HART Chair Tobias Martyn abruptly resigns

Embattled rail chairman Tobias Martyn abruptly resigns from Honolulu Authority for Rapid Transportation

The Honolulu Authority for Rapid Transportation announced that Martyn resigned from the volunteer board 'for personal reasons.'

By Dan Nakaso

Source: Honolulu Star-Advertiser

July 10, 2021

The embattled chairman of the board that oversees the city's troubled rail project abruptly resigned Friday under calls for state and federal investigations on whether his company benefited from the sale of rail-­related city general obligation bonds and whether he should have disclosed potential conflicts of interest.

The Honolulu Authority for Rapid Transportation announced Friday that HART board Chairman Tobias Martyn resigned from the volunteer board "for personal reasons."

State Sen. Kurt Fevella (R, Ewa Beach-Iroquois Point) — the state Senate's minority leader — has written to the FBI, Federal Transit Administration and state Attorney General's Office requesting that they investigate HART on a variety of concerns based on media reports.

They include "possible criminal acts" committed by Martyn related to "Rail General Obligation Bond Issuances," regarding Martyn's "affirmative vote requesting the Honolulu City Council approve the issuance and sale of ($292 million in ) rail general obligation bonds. This action was taken while Mr. Martyn also served as Stifel Financial Corp's Branch Manager and Vice President of Investments."

The city has not responded to requests for information about Stifel's role in the sale of the bonds.

Fevella told the Honolulu Star-Advertiser late Friday that he has not heard from the FBI, FTA or state attorney general on his requests, but has been told by the Office of Information Practices that it plans its own investigation.

OPI could not be reached for comment late Friday.

"I'm glad he (Martyn) made the right decision, and I just pray that the HART board doesn't consider (former HART Chairwoman, Congresswoman and incoming board member Colleen ) Hanabusa for the position, " Fevella told the Star-Advertiser. "Hanabusa left HART in dismay the last time. She's part of the bloc. All of them should not be there. ... If they really care about the project, they'll step down. Toby did the right thing."

Martyn was appointed to the HART board on Nov. 18, 2018, and became chairman in September. His term was scheduled to expire in January 2023.

Since he was appointed by the HART board, Fevella had called on Martyn's board colleagues to remove him.

City Councilwoman Heidi Tsuneyoshi, a sometime HART critic, told the Star-Advertiser that Martyn's resignation "was the appropriate action to take at this time " but should not affect any investigations into whether he behaved appropriately.

Tsuneyoshi said she "still wants answers and more clarity as to the issues that were presented regarding his involvement in the floating of bonds. I look forward to continued questioning. I still want answers. Although I believe it's appropriate for him to take this step, I don't think it negates our need for transparency regarding bond issuances and the hiring of Hanabusa."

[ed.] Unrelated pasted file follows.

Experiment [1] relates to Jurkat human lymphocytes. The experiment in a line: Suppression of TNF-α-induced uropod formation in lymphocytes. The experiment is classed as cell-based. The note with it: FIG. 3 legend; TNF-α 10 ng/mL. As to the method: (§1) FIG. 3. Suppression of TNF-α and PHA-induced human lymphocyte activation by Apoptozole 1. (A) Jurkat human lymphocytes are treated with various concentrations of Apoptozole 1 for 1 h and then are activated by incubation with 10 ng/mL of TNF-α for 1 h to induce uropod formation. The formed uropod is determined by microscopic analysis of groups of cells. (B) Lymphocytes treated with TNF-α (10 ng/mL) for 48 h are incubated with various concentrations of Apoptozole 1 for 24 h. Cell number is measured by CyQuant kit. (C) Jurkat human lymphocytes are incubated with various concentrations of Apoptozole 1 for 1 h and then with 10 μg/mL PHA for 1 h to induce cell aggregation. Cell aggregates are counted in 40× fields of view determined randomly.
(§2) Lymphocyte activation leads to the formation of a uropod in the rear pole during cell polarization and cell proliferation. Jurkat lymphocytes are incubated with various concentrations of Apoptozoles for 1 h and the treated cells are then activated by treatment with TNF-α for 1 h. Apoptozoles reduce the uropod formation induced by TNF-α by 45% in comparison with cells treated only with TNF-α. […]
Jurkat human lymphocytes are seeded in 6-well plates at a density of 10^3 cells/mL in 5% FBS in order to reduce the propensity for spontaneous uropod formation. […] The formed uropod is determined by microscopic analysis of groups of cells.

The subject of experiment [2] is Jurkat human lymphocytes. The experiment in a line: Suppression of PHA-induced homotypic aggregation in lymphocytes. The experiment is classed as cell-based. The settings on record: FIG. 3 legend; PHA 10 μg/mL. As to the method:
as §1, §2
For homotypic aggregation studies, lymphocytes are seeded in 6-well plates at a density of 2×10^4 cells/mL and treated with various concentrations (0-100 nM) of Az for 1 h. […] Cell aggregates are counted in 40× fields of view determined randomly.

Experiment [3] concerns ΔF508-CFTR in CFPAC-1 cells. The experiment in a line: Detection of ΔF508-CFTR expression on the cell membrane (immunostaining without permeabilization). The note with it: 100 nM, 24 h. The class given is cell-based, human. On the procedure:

Hanabusa was the only person to bid on a HART consulting contract written for her that was worth nearly $1 million. Following uproar over her contract to lobby county, state and federal officials on behalf of HART, Hanabusa declined the contract, and it was no longer offered.

She was then appointed to the HART board by Mayor Rick Blangiardi and is scheduled to take her seat when the board meets this month.

Some HART board members told the Star-Advertiser on Friday that Martyn's resignation offers the board an opportunity to bring in a new member with needed expertise who will conduct appropriate oversight of the rail project, which faces a $3 billion budget shortfall, is projected to cost $12.449 billion and is not expected to be completed until March 2031.

"I think we're going to need somebody with contracting experience and some kind of construction experience, " HART board member Natalie Iwasa told the Star-Advertiser. "Definitely, I don't think it does anybody any good to have a 'yes man' type of person. That's what gets us into trouble, when we have somebody who's just going to go along without really looking into the details."

At the same time, Iwasa acknowledged that "anybody who would be really good would be hesitant because it's really hard to know that you're going to be in the public eye and criticized. ... It takes somebody who has the ability to put in a lot of time and wants to see a good outcome and has a thick skin, basically."

HART board member Joe Uno, whose own reappointment to the HART board by the City Council remains in limbo, said Martyn's vacancy "opens up things."

Uno said he hopes that whoever the HART board selects to replace Martyn "is not going to be a Hanabusa clone."

"I feel this is a real great opportunity for the board to take a new direction, " Uno said.

Uno and Iwasa spoke as individual members of the HART board and not on behalf of HART or the board.

Hanabausa has not responded to previous requests for comments on her HART contract or appointment to the HART board by Blangiardi.

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